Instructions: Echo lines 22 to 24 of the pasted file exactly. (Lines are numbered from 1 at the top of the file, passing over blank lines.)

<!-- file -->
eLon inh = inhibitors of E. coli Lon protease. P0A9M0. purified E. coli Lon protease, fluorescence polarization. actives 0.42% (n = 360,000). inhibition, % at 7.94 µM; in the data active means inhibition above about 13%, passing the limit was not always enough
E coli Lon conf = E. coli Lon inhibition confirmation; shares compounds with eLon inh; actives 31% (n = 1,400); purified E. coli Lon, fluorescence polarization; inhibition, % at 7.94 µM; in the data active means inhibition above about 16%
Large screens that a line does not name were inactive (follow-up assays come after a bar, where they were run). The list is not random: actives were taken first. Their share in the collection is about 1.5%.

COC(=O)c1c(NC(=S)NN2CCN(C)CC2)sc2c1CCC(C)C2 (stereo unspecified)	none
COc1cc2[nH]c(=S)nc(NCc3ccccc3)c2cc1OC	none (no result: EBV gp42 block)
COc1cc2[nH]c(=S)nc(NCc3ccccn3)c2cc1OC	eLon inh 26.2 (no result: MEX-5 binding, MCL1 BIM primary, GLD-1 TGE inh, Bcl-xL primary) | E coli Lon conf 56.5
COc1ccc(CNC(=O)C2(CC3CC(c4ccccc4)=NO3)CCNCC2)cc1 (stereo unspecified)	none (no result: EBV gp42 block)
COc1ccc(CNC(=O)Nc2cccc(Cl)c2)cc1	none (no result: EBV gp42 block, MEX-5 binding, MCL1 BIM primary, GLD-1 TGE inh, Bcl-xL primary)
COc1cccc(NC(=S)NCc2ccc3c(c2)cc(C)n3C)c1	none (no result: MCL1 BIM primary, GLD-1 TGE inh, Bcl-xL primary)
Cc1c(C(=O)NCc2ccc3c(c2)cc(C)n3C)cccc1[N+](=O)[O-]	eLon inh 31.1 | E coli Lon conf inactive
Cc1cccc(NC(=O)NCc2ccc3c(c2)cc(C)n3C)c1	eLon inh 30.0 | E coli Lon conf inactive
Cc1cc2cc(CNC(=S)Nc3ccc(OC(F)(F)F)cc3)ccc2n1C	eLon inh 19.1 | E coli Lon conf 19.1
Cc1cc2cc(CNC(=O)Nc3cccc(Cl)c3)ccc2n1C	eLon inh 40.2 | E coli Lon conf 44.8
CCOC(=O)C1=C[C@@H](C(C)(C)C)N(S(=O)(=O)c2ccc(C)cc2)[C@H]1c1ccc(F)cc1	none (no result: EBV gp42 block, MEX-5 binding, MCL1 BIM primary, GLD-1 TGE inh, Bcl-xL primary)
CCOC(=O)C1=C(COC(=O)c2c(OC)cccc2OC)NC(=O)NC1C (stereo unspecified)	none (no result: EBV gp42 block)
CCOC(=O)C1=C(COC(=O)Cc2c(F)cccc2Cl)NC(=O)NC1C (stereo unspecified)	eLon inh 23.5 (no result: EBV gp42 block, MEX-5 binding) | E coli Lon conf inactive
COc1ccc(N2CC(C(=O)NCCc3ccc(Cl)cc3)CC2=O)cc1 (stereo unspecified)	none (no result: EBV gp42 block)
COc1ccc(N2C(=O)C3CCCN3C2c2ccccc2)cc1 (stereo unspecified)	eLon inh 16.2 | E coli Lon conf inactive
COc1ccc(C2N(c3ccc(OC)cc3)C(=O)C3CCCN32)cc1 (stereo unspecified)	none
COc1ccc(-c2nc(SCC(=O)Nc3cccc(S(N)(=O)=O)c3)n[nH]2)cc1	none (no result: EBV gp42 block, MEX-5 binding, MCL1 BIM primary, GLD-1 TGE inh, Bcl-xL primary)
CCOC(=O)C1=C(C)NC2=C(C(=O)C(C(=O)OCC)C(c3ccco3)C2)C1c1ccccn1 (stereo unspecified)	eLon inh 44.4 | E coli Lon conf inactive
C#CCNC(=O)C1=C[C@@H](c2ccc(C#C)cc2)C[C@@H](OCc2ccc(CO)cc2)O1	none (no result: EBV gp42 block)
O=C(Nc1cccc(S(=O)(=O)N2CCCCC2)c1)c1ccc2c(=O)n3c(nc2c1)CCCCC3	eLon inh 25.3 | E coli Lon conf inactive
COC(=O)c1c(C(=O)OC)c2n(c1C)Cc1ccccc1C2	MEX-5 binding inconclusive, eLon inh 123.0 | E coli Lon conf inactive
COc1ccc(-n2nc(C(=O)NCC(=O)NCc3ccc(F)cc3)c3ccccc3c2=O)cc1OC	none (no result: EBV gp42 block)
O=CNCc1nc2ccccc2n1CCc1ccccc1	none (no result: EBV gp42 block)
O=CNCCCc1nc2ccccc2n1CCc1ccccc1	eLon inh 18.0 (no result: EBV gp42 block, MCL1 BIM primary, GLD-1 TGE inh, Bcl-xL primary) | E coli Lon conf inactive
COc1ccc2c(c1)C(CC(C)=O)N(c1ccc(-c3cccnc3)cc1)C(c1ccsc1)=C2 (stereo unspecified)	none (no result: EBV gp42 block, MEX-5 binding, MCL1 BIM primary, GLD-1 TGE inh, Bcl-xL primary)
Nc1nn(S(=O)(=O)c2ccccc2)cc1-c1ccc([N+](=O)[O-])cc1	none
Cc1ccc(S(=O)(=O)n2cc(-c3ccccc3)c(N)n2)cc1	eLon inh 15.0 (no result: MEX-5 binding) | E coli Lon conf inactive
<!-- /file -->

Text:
C#CCNC(=O)C1=C[C@@H](c2ccc(C#C)cc2)C[C@@H](OCc2ccc(CO)cc2)O1	none (no result: EBV gp42 block)
O=C(Nc1cccc(S(=O)(=O)N2CCCCC2)c1)c1ccc2c(=O)n3c(nc2c1)CCCCC3	eLon inh 25.3 | E coli Lon conf inactive
COC(=O)c1c(C(=O)OC)c2n(c1C)Cc1ccccc1C2	MEX-5 binding inconclusive, eLon inh 123.0 | E coli Lon conf inactive